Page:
White writer received a free Detroit home that was stolen from a black woman and sold without her consent

When Anne Elizabeth Moore received a free home as part of a writer’s residency program in Detroit in 2016, it seemed too good to be true.

However, as she learned more about how the property came into her life, it became more like a true racist crime story: the house had been sold out less than a 47-year-old woman named Tomeka Langford against his will, part of a trend in Wayne County where municipal authorities aggressively seized Detroit black homes and sold them at foreclosure auctions during the height of the financial crisis.

In 2010, Ms. Langford, a mother of four, bought the house for $ 700 after a previous owner went into mortgage default.

At the time, he knew he could face a property tax backlog of up to $ 10,000 and began a tax bill payment plan, investing approximately $ 8,000 dollars to fix the house and furnish it, hoping to leave the property as a gift for. his children one day.

Then the county stepped in.

In the spring of 2012, while Ms. Langford was casually browsing the county real estate auction site, she saw her house for sale.

That’s how he learned that Wayne County considered the foreclosed home to be thousands behind with back taxes, appearing to defy a process that would normally have taken three years and involved multiple notices. The city said she served Ms. Langford in person and left written notices, but she said she never received these warnings or any guidance from the county treasurer that she was facing foreclosure.

According to a Guardian investigationMs. Langford’s home was appraised and given a tax invoice worth 2,500% more than the price she bought it for, contrary to a state constitutional requirement that tax rates could not exceed 50% of the purchase price of the house.

The constitutional provision suggests that his tax account should have been something like $ 30 for 2010, but instead was $ 1,800.

“You can’t host things,” he told the newspaper. “You can’t believe it, but when you’re the little person, what can you really do? You have nothing to fight with. “

The county insists it has followed the correct procedure.

Foreclosure is part of a broader trend in the city, whose numerous foreclosed and abandoned homes have become an emblem of the financial crisis.

Between 2002 and 2016, some 143,000 homes were foreclosed in the county, over a third of the total real estate stock, most of it for unpaid taxes. according to an analysis by Regrid. During that time, Detroit likely overloaded between 55 and 85 percent of property, according to the Michigan ACLU, leading to 100,000 families losing their homes, many of them low-income black people with household values ​​of less than $ 9,000.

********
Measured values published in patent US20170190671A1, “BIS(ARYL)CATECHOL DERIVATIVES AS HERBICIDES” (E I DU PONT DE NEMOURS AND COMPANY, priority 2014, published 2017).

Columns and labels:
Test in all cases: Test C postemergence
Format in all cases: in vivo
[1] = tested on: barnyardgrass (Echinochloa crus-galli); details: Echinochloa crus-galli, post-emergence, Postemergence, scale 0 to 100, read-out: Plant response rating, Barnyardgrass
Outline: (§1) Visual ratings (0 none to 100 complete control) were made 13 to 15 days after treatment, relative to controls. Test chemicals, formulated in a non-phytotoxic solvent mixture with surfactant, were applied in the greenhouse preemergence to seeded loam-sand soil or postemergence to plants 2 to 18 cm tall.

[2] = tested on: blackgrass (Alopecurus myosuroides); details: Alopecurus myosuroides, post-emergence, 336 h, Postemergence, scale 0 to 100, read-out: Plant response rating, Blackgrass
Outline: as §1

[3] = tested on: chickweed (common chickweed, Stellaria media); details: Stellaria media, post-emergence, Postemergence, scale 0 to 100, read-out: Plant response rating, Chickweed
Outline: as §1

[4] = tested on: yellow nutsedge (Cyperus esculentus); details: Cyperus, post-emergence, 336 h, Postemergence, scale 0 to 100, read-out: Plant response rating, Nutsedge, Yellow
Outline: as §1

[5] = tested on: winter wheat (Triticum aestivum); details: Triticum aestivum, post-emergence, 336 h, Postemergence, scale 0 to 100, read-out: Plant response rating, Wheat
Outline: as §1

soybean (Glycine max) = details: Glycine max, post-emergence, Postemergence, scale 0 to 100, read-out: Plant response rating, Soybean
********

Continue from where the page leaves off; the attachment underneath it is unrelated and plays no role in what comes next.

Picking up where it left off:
All in all, the city of Detroit may have excessively taxed homeowners up to $ 600 million between 2010 and 2016, leading to an estimated 100,000 homeowners, most of them black, losing their properties. according to Detroit Metro Timetables.

Meanwhile, Wayne County earned $ 421 million in interest and back tax fees during the financial crisis, in Bridge Michigan. relationships.

According to Ms. Moore, the writer, who is white, learned that Ms. Langford only had a title to the house when she ultimately tried to move in and sell the house, getting into a legal battle to silence the title to the property. not knowing that the now defunct writers’ program bought it from the county in the midst of such an uproar.

“This is not a gentrification story, at least, not the way we usually think,” he wrote The Guardian. “It’s the story of a black woman who loses her home to municipal greed, and a white woman who benefits from losing her. It’s a story about the racial wealth gap and how the average white American family amasses nearly eight times the wealth of most black American families.

City Council Chair Mary Sheffield is pushing the Mayor and others for a comprehensive repair program for people driven out of their homes.

“We are working diligently and very hard to find solutions,” he told Metro timetables this summer. “We don’t want to just put a band-aid on and not get to the heart of what happened.”

Housing advocates in Detroit have suggested giving evacuees tax credits, cash compensation, home repair grants, public housing vouchers, job opportunities, or property from city properties.

The Detroit phenomenon is part of a wider legacy of blacks gaining unequal access to the US housing marketthe main form of financial increase and wealth creation for most of the country’s households.

Federal officials intentionally kept black homeowners and neighborhoods out of mid-century lending programs to encourage home ownership in a process called the red line, while Jim Crow segregation and vigilante violence targeted black families and have further hampered housing parity.

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